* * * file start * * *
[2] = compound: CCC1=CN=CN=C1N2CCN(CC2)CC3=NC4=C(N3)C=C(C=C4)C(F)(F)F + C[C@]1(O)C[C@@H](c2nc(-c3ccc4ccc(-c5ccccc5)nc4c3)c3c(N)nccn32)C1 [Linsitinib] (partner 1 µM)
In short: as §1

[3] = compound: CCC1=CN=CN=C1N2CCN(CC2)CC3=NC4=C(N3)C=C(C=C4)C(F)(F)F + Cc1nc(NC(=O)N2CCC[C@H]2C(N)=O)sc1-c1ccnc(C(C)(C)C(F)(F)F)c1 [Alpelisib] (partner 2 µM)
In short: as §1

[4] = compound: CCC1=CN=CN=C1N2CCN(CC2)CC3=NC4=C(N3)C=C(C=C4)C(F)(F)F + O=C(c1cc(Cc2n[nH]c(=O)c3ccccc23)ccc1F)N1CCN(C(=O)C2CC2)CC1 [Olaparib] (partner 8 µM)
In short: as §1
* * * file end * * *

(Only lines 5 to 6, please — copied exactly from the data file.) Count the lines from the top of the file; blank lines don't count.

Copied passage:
[4] = compound: CCC1=CN=CN=C1N2CCN(CC2)CC3=NC4=C(N3)C=C(C=C4)C(F)(F)F + O=C(c1cc(Cc2n[nH]c(=O)c3ccccc23)ccc1F)N1CCN(C(=O)C2CC2)CC1 [Olaparib] (partner 8 µM)
In short: as §1